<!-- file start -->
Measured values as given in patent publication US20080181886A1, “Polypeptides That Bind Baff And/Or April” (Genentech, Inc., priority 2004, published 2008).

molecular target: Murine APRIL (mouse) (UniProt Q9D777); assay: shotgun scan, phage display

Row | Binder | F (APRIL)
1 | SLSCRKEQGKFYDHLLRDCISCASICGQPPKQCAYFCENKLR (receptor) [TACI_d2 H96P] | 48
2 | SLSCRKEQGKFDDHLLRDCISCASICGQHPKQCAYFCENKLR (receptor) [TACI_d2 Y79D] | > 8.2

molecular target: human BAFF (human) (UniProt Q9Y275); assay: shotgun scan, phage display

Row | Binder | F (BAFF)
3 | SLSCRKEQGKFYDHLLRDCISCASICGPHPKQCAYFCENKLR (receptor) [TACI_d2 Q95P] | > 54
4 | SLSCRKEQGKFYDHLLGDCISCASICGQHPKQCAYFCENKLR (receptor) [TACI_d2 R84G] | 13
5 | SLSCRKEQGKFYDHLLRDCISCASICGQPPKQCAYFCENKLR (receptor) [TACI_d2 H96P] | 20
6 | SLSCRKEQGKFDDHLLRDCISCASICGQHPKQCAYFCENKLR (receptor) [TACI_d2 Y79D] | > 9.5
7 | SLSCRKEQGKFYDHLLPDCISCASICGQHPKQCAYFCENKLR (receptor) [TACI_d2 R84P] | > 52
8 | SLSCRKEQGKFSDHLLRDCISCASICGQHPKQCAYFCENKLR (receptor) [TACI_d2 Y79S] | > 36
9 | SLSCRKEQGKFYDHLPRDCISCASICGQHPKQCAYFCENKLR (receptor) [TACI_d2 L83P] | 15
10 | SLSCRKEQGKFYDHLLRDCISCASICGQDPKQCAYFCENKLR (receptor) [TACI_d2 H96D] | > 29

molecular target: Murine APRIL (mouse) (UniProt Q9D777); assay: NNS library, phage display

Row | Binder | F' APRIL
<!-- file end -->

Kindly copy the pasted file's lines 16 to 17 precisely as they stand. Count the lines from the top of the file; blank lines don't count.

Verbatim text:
molecular target: Murine APRIL (mouse) (UniProt Q9D777); assay: NNS library, phage display

Row | Binder | F' APRIL